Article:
The town of Butte credits itself with holding the largest St. Patrick’s Day parade in the Rockies. The mining town located in Montana, also the hometown to the late daredevil Evel Knievel, is nestled high in the Rocky Mountains.
In the 19th century the town initially was a gold and silver mining town before the advent of electricity transformed it into the world’s largest copper mining town by the early 20th century.
As a result of the ample mines emigrants flocked from around the world, from areas such as Ireland, Wales, Lebanon and even China to name a few.
Irish emigration to Butte can first be traced back as far as 1882. Less than two decades later, a quarter of the town’s residents were Irish. A Cavan man by the name of Marcus Daly was one of three men named as the copper kings who made fortunes.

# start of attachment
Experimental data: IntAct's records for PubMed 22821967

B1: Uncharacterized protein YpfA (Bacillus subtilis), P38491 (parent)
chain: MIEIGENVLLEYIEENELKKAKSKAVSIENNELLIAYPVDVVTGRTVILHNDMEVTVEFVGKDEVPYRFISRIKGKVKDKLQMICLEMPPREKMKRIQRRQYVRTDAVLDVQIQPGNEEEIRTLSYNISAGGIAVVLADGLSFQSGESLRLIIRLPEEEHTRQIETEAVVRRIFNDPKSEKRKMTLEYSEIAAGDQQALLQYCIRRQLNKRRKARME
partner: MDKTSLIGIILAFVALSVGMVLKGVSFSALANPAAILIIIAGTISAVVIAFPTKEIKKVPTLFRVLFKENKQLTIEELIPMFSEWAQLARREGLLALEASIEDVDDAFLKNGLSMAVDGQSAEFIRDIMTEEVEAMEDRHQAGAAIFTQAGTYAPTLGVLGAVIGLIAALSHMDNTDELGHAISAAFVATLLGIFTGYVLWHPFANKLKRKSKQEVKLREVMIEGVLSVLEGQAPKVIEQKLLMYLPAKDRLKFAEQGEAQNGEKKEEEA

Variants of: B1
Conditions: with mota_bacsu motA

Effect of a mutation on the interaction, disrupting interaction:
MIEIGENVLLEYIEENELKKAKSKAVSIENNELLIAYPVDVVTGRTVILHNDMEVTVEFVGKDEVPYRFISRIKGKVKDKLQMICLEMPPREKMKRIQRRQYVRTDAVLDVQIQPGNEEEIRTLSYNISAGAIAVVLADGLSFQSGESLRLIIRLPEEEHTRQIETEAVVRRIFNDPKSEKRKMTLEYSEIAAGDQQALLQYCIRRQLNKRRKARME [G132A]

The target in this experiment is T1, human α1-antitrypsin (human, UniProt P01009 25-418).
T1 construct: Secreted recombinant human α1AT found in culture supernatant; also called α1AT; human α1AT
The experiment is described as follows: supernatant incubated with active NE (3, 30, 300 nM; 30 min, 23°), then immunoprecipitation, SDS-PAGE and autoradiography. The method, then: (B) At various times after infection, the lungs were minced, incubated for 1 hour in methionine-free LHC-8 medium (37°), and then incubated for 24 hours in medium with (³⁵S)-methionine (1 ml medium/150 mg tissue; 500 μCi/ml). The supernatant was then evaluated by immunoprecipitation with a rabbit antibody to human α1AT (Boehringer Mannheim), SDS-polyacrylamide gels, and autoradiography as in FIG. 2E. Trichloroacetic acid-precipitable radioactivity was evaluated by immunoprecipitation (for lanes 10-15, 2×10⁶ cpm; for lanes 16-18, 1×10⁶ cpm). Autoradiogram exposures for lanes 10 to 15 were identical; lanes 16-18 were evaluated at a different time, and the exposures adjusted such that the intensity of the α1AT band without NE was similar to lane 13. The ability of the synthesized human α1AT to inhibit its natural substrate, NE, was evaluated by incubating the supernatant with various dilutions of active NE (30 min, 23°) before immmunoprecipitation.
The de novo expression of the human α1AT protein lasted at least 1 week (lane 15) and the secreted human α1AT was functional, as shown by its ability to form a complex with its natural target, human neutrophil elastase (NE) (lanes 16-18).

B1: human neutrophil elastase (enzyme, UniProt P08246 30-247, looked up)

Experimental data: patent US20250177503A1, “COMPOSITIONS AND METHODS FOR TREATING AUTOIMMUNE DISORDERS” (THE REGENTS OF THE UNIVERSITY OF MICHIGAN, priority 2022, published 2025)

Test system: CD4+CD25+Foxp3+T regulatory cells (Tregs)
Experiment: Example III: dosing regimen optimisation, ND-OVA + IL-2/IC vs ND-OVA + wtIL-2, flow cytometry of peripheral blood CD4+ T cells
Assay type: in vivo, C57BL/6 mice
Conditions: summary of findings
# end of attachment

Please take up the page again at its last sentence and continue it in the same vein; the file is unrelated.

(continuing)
Daly had left Cavan for New York at the age of 15 and made his fortune at the Anaconda mine close to Butte, which he purchased in 1880. He announced that any Irishman could have job in his mine which resulted in a huge wave of immigration, primarily from the Beara Peninsula in Co. Cork.
Butte’s present day population is made up of mainly descendants of people from counties Cork, Kerry, Donegal, Mayo, Cavan and Wexford.
The Irish community set among the 40,000 or so residents are proud of their heritage. Many Irish dignitaries have visited the town including Eamon de Valera on his tours of the U.S., as did Douglas Hyde. President Mary McAleese took in the sights in 2006.
For those who want to learn about Ireland there are Irish-language classes, and Irish-studies programs at the nearby University of Montana.
Butte also hosts several Irish festivals throughout the year, from the coming St. Patrick’s day parade to An Rí Rá, which is a summer music celebration that attracts a host of traditional Irish musicians each year.